Poetry workshop - Is This A Poem?
IS THIS A POEM?
This is a session came out of a unit of work on poetry. The class had being doing philosophy for 16 weeks and were doing a unit of poetry in their English classes.
Ever since Socrates, philosophers have tried to define terms clearly and exhaustively. This has resulted in a good deal of rigour and precision. Philosophers often speak of ‘necessary and sufficient conditions’, or, what I call ‘what’s needed and what’s enough’. The problem is: it’s not easy to do. For instance, just try - as the 20th century philosopher Wittgenstein challenged us to do – to define, precisely, what a game is. It’s not easy. There always seems to be an example of a game that escapes whatever definition you can come up with. Try it by yourself, with your colleagues/friends in the pub and with your class. Poetry and philosophy are two of the worst offenders when it comes to eluding clear and precise definitions.
A ‘Thoughting’ is a new kind of poetry for something that is not quite poetry and not quite philosophy whilst, at the same time, being both poetry and philosophy for the classroom. They are light-hearted exercises for the brain, or, etudes for the mind, (mostly) in verse.
Here is a Thoughting for you to use with your class for National Poetry Day.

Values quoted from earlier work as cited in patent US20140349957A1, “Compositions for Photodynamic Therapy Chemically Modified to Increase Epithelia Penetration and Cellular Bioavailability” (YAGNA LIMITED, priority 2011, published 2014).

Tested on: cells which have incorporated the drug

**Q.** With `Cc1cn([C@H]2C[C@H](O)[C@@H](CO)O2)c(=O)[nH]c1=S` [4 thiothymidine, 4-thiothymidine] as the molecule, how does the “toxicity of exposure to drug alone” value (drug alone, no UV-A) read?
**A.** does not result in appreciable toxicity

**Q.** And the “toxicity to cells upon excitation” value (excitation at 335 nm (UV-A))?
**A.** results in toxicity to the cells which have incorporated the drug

First of all, an exercise for any age group with the slippery task of defining poetry. Read (or show) your class the following ‘Thoughting’:
- Is this a poem?
- What is a poem?
- What does it need to have?
- What does it not need to have?
1. Record ideas as a mind map (some pupils suggestions: communicates feelings, story, describes, makes sense, teacher says so). Later we started circling ones that weren't necessary for it to be a poem.
Use following examples to elicit more things for your mind map:
- Show a plain piece of paper - Is this a poem?
- Write "Is this a poem? is there any way of knowing?" on a piece of paper. Rip it in half - is it still a poem? Throw it away - is it still a poem?
- Pretend to read it off an imaginary piece of paper, recite it from memory, recite it in your head, get them to recite it in their heads - is it a poem?
- Change it to a sentence: "Is this a poem? Is there any way We call tell?" - Is this a poem?
- Pick up a prose book open at a random page and show - Is this a poem?
- Read a bit as prose - Is this a poem?
- Read the same bit but as if it were poetry (difficult but illuminating) - Was that a poem?
- Copy the prose on to the board as rhyming or non-rhyming couplets(or any poem format, I guess) - Is this a poem?
- Read the couplets from the board as if they were prose - is this a poem?
- You don't actually need to use all these ideas but they're there for you to pick and choose from.
Following this split into groups of 5/6. Each group chooses their own word, based on philosophy they have done over the year:
Each group then has a peer facilitator who runs a 10 minute session eliciting a mind map for their given word.
Finally modelled an 'I wonder' poem based on David's ideas from TPS, incorperating their ideas from the mind map;
"I wonder what a poem is
Does it have to rhyme?
I wonder what poetry is
Is it a story this time?
I wonder what doing poetry is
Do you need a pen?
If Sir says 'That's no poem!'
Should I start again?"
Then get the children to use the same format (but play around with it a bit!) to write their own poem using the mind map they were working on e.g.
I wonder what fairness is?